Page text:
ixty thousand people are due to visit Wembley Stadium tonight. They’re not going to watch a football match, or to hear a pop concert. They are going to hear from a politician — the Prime Minister of India. It’s a highlight of Narendra Modi’s visit to the United Kingdom. And it’s making history, too. That crowd in Wembley will be the largest reception any foreign head of government has received in our country, and one of the biggest an Indian leader has received on an overseas trip anywhere in the world.
It tells you a lot about the deep relations between our two nations. It speaks to the central role the Indian community plays in life here in Britain. This is a relationship that will go from strength to strength in the years to come.
This hasn’t happened by accident. When David Cameron was leading the opposition, we visited India and said that if we got into office we would make our relationship with India a key part of our foreign policy. Promises were turned into action when we came to office, and our new Prime Minister made India the first country for a major visit with a trade delegation. It has all been part of a deliberate plan to link the UK to the fastest-growing parts of the world. It was the same plan that meant last year, when Mr Modi got elected in a landslide, I immediately jumped on a plane to Delhi with my friend William Hague to meet him. He swept to power, reinvigorating Indian politics. It was clear then, as now, that the man now representing almost a fifth of the world’s population was not just going to be a big player on the world stage. This was a man open to the world, ready to reform his economy, and that in turn presented huge opportunities for Britain.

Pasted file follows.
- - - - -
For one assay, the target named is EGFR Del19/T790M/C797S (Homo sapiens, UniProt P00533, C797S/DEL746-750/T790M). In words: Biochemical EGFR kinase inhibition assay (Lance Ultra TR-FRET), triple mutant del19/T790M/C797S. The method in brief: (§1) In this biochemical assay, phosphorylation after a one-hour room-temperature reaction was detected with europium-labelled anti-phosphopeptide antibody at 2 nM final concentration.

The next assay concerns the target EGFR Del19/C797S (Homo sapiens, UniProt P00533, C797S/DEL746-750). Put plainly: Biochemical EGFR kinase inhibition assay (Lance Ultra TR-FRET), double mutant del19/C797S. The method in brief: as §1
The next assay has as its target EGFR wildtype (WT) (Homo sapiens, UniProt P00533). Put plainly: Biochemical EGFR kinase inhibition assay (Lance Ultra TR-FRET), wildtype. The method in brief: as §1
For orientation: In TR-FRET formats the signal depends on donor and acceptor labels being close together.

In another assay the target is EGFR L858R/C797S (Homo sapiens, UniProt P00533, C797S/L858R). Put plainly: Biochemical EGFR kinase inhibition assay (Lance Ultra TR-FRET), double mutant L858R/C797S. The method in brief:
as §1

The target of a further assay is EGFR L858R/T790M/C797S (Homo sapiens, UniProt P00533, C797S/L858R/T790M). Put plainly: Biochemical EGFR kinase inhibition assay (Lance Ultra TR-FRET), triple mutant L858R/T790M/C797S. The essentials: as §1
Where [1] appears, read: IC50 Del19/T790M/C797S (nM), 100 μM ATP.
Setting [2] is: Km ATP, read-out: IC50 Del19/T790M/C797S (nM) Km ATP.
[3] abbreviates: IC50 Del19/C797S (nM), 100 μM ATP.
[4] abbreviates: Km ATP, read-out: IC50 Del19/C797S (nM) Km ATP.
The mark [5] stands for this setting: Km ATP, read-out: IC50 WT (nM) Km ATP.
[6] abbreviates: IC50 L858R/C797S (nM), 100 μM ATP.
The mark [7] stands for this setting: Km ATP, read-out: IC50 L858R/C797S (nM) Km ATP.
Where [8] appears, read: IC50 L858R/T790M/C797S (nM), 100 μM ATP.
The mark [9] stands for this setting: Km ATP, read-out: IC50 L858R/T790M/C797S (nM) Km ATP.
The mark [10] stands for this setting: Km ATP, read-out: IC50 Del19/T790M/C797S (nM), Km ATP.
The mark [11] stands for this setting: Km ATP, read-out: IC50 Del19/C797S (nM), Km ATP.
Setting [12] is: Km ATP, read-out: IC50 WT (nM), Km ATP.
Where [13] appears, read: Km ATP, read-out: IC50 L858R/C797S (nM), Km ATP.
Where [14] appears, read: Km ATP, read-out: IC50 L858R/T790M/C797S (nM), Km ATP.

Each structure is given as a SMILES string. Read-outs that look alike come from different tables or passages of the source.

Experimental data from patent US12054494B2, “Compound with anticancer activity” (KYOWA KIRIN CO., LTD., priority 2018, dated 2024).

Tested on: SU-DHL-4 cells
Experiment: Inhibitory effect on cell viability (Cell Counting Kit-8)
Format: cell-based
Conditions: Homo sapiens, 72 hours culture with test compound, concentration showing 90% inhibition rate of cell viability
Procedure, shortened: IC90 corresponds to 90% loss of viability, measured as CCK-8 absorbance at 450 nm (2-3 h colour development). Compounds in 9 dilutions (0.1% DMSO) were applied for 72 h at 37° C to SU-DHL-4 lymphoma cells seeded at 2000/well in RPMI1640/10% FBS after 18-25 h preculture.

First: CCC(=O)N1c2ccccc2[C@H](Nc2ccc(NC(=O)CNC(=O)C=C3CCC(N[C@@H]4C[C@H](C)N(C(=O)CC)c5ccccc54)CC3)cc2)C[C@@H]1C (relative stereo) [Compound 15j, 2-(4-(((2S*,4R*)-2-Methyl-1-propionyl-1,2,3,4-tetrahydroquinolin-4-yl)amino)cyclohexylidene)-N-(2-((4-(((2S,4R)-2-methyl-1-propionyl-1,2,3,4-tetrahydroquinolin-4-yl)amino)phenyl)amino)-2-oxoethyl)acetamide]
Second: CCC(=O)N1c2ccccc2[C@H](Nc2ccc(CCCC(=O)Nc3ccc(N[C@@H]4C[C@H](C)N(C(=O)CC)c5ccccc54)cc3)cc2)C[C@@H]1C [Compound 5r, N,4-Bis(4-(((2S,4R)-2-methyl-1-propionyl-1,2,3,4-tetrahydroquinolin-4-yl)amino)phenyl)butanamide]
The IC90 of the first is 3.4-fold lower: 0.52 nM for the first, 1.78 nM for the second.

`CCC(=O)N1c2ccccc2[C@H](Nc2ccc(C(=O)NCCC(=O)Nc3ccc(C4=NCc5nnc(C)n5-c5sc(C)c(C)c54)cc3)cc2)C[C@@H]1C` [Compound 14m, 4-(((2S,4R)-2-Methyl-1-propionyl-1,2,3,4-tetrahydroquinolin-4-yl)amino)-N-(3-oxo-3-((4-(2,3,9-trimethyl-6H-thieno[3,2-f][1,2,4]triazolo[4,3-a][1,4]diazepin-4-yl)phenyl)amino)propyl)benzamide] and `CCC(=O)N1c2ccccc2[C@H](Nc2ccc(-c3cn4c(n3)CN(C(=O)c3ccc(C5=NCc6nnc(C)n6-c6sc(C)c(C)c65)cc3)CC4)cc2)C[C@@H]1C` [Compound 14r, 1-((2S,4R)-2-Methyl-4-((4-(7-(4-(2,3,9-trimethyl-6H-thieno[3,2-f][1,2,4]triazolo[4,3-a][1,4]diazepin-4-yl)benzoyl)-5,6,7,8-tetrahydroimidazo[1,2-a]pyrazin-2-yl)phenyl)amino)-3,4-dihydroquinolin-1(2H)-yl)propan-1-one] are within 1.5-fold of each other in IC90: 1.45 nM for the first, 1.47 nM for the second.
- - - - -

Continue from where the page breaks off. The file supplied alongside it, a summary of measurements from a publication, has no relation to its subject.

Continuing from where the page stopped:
While in Delhi I announced that a new statue of Mahatma Gandhi would be erected in Parliament Square, so that the father of the world’s biggest democracy would stand alongside Churchill in front of the Mother of Parliaments. How many other countries in the world would have the self-confidence to erect a statue to a man who fought so tenaciously for independence from that same country? It speaks volumes of the strength of British democracy. Yesterday, just over a year after we made that announcement in Delhi, David Cameron and Mr Modi stood in front of the new statue and reflected on the long history that binds our two countries. But if we are truly to honour those links, we will use this visit to do more than remember our joint history — we will build on them to build a future that brings us closer still.
So this week’s visit is not just about catching up with an old friend. It is about exploring the huge opportunity that exists to improve and enhance the economic, cultural and diplomatic ties between our two countries. At our talks in Downing Street yesterday we reflected on the fact that India’s economy is the fastest growing of all G20 nations, while our economy is the fastest growing in the G7. Yet we agree that while we are growing, there’s still much more to do.